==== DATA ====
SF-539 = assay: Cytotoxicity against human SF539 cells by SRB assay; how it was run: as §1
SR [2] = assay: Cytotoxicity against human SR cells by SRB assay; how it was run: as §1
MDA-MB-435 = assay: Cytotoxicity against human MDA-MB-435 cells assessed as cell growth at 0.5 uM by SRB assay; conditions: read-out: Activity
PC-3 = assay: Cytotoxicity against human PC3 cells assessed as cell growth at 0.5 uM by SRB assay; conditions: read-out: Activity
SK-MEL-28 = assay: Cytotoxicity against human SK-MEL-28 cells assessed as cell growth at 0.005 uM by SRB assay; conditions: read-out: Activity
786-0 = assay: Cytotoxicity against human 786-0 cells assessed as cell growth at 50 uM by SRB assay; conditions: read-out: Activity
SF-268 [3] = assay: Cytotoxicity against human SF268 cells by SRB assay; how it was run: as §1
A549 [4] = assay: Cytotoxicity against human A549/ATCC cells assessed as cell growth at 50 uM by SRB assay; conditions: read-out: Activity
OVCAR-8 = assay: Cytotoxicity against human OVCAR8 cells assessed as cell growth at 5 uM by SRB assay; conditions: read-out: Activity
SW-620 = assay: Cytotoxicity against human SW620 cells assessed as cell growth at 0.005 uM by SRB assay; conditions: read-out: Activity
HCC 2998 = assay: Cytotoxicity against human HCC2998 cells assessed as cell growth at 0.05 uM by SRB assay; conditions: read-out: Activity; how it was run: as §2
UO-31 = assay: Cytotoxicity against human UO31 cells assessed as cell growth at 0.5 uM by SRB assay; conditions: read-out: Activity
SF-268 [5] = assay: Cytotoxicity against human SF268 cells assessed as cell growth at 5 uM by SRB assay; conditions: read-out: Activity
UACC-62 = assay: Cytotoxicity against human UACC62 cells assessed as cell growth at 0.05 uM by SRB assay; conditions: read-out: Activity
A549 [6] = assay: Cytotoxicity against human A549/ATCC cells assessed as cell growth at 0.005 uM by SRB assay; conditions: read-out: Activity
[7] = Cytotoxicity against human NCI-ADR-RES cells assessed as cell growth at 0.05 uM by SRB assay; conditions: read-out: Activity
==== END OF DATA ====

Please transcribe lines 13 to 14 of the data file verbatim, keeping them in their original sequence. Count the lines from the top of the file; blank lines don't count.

SF-268 [5] = assay: Cytotoxicity against human SF268 cells assessed as cell growth at 5 uM by SRB assay; conditions: read-out: Activity
UACC-62 = assay: Cytotoxicity against human UACC62 cells assessed as cell growth at 0.05 uM by SRB assay; conditions: read-out: Activity